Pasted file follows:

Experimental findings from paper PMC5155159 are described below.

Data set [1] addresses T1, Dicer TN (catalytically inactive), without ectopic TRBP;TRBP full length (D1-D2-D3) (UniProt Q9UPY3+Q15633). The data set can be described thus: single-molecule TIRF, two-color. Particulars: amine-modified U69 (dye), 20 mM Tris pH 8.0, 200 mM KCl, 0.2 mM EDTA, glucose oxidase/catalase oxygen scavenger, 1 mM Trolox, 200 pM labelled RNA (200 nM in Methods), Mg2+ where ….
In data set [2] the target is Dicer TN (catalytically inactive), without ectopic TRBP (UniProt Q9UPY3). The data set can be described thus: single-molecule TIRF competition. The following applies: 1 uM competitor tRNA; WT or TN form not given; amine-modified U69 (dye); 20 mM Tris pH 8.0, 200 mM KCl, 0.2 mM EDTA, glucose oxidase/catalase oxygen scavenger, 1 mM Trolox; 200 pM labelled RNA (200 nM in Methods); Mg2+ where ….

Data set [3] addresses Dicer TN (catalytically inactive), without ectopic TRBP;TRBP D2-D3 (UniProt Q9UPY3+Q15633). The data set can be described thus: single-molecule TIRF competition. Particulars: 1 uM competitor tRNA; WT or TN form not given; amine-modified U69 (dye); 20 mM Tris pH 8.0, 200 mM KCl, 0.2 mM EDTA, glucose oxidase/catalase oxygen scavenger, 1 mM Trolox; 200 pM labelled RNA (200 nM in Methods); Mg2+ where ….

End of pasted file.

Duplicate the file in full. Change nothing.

Experimental findings from paper PMC5155159 are described below.

Data set [1] addresses T1, Dicer TN (catalytically inactive), without ectopic TRBP;TRBP full length (D1-D2-D3) (UniProt Q9UPY3+Q15633). The data set can be described thus: single-molecule TIRF, two-color. Particulars: amine-modified U69 (dye), 20 mM Tris pH 8.0, 200 mM KCl, 0.2 mM EDTA, glucose oxidase/catalase oxygen scavenger, 1 mM Trolox, 200 pM labelled RNA (200 nM in Methods), Mg2+ where ….
In data set [2] the target is Dicer TN (catalytically inactive), without ectopic TRBP (UniProt Q9UPY3). The data set can be described thus: single-molecule TIRF competition. The following applies: 1 uM competitor tRNA; WT or TN form not given; amine-modified U69 (dye); 20 mM Tris pH 8.0, 200 mM KCl, 0.2 mM EDTA, glucose oxidase/catalase oxygen scavenger, 1 mM Trolox; 200 pM labelled RNA (200 nM in Methods); Mg2+ where ….

Data set [3] addresses Dicer TN (catalytically inactive), without ectopic TRBP;TRBP D2-D3 (UniProt Q9UPY3+Q15633). The data set can be described thus: single-molecule TIRF competition. Particulars: 1 uM competitor tRNA; WT or TN form not given; amine-modified U69 (dye); 20 mM Tris pH 8.0, 200 mM KCl, 0.2 mM EDTA, glucose oxidase/catalase oxygen scavenger, 1 mM Trolox; 200 pM labelled RNA (200 nM in Methods); Mg2+ where ….